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Endothelial Nox4 NADPH Oxidase Enhances Vasodilatation and Reduces Blood Pressure lh Vivo

Student thesis: Doctoral ThesisDoctor of Philosophy

NADPH oxidases are major sources of reactive oxygen species (ROS) involved in the pathophysiology of many cardiovascular diseases, acting through the modulation of redox-sensitive signalling pathways as well as the inactivation of nitric oxide and generation of endothelial dysfunction. There are five oxidase isoforms (Nox1 - Nox5), which have different tissue distributions, are subject to stimulus-specific activation and may exert distinct downstream effects. Endothelial cells co-express two of these isoforms, the classical Nox isoform, Nox2, and a novel isoform, Nox4. Recent studies indicate that Nox4 generates predominantly hydrogen peroxide (H2O2) but its role in vivo remains unclear. To address this question, transgenic mice with endothelial-specific overexpression of Nox4 were studied as an approach to investigate the in vivo functional significance of Nox4 in the endothelium. Unexpectedly, Nox4 overexpression was found to significantly enhance acetylcholine-induced vasodilatation compared to wild-type littermates. This resulted from increased H2O2 production and not from altered nitric oxide bioavailability. Transgenic mice also had lower systemic blood pressure compared to wild-type littermates which was normalised by three structurally separate antioxidants. Endothelial Nox4 exerts potentially beneficial effects on vasodilator function and blood pressure that are attributable to H2O2 generation. These effects are quite distinct to those reported for Nox1 and Nox2 which involve superoxide-mediated inactivation of nitric oxide. These results suggest that therapeutic strategies to modulate ROS production in vascular disease may need to separately target individual Nox isoforms.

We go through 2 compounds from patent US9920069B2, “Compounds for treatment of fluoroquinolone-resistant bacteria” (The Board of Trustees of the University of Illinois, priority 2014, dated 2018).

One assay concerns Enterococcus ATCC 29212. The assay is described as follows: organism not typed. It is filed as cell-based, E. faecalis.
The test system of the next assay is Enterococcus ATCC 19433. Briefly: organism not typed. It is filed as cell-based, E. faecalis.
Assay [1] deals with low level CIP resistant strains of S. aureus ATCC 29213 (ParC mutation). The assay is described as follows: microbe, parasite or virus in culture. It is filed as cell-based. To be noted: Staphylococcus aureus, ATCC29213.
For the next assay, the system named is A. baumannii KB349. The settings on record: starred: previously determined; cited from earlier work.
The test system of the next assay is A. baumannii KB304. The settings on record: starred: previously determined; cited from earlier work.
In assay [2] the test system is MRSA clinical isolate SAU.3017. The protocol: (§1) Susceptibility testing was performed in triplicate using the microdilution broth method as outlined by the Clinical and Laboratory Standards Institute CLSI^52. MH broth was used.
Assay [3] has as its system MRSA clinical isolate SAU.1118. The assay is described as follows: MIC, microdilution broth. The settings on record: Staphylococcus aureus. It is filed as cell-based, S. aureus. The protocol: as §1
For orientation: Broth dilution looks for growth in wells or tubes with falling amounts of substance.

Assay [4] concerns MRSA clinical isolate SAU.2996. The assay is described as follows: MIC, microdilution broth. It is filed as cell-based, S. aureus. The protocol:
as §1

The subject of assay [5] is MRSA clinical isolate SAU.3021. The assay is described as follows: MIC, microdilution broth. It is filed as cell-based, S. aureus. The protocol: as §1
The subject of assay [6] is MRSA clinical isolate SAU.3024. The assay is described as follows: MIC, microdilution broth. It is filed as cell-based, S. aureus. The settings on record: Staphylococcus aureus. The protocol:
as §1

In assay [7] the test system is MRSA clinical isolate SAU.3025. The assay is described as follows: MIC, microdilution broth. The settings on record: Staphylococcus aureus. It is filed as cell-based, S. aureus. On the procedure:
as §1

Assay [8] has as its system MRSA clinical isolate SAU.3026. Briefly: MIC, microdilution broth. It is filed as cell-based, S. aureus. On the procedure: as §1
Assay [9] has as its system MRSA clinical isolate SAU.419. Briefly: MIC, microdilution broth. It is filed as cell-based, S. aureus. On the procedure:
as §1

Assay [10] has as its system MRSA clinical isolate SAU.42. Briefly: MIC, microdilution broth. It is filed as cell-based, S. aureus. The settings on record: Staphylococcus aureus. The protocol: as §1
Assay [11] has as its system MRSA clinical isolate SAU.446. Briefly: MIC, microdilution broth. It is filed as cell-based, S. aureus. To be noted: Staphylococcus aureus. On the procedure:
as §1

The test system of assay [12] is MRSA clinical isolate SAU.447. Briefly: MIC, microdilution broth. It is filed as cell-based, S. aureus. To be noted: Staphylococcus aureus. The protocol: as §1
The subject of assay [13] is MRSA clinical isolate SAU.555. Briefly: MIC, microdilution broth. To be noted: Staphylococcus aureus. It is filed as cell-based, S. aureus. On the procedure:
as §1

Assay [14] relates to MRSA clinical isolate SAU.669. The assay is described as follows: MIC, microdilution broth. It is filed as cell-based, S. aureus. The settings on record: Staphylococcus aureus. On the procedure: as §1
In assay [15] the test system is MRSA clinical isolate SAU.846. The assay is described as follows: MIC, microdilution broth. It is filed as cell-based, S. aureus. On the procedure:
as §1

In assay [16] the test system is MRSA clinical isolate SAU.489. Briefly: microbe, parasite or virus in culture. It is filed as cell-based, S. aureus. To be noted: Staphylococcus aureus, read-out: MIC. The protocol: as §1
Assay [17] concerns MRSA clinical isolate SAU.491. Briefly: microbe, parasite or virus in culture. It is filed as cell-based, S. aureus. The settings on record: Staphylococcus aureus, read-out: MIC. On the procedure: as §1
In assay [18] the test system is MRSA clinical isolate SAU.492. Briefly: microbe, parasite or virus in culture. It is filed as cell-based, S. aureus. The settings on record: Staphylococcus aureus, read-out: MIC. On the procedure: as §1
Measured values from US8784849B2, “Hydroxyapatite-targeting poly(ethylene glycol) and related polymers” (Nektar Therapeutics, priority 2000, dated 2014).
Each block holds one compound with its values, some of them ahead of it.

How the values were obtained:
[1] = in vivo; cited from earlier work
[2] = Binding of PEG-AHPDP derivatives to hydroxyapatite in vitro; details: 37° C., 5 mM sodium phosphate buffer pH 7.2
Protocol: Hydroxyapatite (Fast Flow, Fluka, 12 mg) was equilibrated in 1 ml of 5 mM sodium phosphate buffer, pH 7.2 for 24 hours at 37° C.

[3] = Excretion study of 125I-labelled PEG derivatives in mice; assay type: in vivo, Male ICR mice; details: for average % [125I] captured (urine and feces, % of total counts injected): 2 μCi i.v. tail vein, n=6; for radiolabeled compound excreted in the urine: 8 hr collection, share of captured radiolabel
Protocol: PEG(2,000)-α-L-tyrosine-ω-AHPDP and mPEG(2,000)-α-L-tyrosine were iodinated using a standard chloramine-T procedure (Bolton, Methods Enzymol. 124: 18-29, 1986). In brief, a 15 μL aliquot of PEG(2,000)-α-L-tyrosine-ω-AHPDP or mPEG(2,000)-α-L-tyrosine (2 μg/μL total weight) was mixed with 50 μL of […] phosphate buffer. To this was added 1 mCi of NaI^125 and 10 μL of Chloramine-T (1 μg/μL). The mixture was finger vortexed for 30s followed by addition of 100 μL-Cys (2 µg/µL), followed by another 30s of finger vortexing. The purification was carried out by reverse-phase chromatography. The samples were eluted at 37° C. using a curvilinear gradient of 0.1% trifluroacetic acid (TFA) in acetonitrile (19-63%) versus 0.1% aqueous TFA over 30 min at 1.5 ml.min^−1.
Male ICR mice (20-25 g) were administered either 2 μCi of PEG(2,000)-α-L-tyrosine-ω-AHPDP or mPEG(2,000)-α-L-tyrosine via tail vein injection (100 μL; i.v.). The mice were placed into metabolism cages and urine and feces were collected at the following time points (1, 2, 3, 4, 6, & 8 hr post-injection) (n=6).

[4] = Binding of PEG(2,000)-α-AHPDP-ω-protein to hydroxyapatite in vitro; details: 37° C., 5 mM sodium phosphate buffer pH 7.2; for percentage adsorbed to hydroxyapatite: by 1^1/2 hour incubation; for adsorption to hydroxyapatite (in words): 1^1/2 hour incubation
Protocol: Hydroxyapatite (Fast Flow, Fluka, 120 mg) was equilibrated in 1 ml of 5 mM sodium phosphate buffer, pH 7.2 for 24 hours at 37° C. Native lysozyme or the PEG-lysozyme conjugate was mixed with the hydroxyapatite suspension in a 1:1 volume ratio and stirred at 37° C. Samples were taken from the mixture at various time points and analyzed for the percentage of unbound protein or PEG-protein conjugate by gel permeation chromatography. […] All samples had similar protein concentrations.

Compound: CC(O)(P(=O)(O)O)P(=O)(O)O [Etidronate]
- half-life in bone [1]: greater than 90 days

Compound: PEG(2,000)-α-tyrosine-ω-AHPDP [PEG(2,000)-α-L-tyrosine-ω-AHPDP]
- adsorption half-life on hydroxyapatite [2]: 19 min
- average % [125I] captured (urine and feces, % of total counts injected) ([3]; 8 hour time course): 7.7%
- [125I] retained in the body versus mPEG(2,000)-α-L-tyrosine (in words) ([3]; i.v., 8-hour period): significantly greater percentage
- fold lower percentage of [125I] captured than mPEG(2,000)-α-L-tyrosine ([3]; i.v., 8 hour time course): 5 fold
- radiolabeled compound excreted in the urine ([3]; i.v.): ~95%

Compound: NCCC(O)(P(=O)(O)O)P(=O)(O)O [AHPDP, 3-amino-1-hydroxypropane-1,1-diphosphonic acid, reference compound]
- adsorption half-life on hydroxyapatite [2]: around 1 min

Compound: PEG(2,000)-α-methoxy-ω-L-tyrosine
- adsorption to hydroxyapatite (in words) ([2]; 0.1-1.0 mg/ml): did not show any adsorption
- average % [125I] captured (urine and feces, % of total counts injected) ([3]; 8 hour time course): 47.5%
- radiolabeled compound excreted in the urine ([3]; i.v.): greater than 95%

Original languageEnglish
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Award date2012

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